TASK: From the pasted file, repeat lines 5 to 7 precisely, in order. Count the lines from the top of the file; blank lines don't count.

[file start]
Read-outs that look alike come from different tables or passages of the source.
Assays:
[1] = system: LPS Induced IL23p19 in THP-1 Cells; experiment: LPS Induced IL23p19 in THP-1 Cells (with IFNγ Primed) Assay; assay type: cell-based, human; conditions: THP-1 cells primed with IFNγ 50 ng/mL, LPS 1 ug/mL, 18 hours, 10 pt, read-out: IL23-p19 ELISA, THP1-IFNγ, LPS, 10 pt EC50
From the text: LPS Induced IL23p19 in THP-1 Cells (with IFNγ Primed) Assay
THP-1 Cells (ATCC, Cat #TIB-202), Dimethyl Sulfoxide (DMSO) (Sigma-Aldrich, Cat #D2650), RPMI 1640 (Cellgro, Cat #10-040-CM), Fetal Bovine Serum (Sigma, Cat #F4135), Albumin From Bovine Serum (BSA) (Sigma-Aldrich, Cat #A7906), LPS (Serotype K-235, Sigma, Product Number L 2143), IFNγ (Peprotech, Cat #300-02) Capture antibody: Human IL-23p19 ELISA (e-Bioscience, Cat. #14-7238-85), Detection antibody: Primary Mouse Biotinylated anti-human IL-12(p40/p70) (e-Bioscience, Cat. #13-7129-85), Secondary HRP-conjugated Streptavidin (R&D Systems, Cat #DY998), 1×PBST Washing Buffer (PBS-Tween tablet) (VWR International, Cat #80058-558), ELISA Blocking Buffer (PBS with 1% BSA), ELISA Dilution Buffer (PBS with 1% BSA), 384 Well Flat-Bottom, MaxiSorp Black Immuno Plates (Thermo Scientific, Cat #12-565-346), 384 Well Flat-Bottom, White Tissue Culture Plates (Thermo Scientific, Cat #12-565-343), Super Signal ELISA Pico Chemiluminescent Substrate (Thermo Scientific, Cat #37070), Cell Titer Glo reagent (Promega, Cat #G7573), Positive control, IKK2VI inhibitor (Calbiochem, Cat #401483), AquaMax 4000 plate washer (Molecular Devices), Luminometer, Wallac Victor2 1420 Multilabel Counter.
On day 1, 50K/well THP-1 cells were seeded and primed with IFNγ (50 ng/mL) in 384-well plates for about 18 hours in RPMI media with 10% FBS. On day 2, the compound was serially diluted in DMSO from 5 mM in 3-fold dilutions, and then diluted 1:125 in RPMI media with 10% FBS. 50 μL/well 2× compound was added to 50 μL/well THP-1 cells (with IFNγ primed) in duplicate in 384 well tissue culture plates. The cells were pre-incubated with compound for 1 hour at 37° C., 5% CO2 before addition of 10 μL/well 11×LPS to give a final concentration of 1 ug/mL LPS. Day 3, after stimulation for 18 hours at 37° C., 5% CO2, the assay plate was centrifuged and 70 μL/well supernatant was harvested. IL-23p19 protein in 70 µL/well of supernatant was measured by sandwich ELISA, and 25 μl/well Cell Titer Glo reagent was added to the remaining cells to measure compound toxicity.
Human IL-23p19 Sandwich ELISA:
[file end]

THP-1 Cells (ATCC, Cat #TIB-202), Dimethyl Sulfoxide (DMSO) (Sigma-Aldrich, Cat #D2650), RPMI 1640 (Cellgro, Cat #10-040-CM), Fetal Bovine Serum (Sigma, Cat #F4135), Albumin From Bovine Serum (BSA) (Sigma-Aldrich, Cat #A7906), LPS (Serotype K-235, Sigma, Product Number L 2143), IFNγ (Peprotech, Cat #300-02) Capture antibody: Human IL-23p19 ELISA (e-Bioscience, Cat. #14-7238-85), Detection antibody: Primary Mouse Biotinylated anti-human IL-12(p40/p70) (e-Bioscience, Cat. #13-7129-85), Secondary HRP-conjugated Streptavidin (R&D Systems, Cat #DY998), 1×PBST Washing Buffer (PBS-Tween tablet) (VWR International, Cat #80058-558), ELISA Blocking Buffer (PBS with 1% BSA), ELISA Dilution Buffer (PBS with 1% BSA), 384 Well Flat-Bottom, MaxiSorp Black Immuno Plates (Thermo Scientific, Cat #12-565-346), 384 Well Flat-Bottom, White Tissue Culture Plates (Thermo Scientific, Cat #12-565-343), Super Signal ELISA Pico Chemiluminescent Substrate (Thermo Scientific, Cat #37070), Cell Titer Glo reagent (Promega, Cat #G7573), Positive control, IKK2VI inhibitor (Calbiochem, Cat #401483), AquaMax 4000 plate washer (Molecular Devices), Luminometer, Wallac Victor2 1420 Multilabel Counter.
On day 1, 50K/well THP-1 cells were seeded and primed with IFNγ (50 ng/mL) in 384-well plates for about 18 hours in RPMI media with 10% FBS. On day 2, the compound was serially diluted in DMSO from 5 mM in 3-fold dilutions, and then diluted 1:125 in RPMI media with 10% FBS. 50 μL/well 2× compound was added to 50 μL/well THP-1 cells (with IFNγ primed) in duplicate in 384 well tissue culture plates. The cells were pre-incubated with compound for 1 hour at 37° C., 5% CO2 before addition of 10 μL/well 11×LPS to give a final concentration of 1 ug/mL LPS. Day 3, after stimulation for 18 hours at 37° C., 5% CO2, the assay plate was centrifuged and 70 μL/well supernatant was harvested. IL-23p19 protein in 70 µL/well of supernatant was measured by sandwich ELISA, and 25 μl/well Cell Titer Glo reagent was added to the remaining cells to measure compound toxicity.
Human IL-23p19 Sandwich ELISA: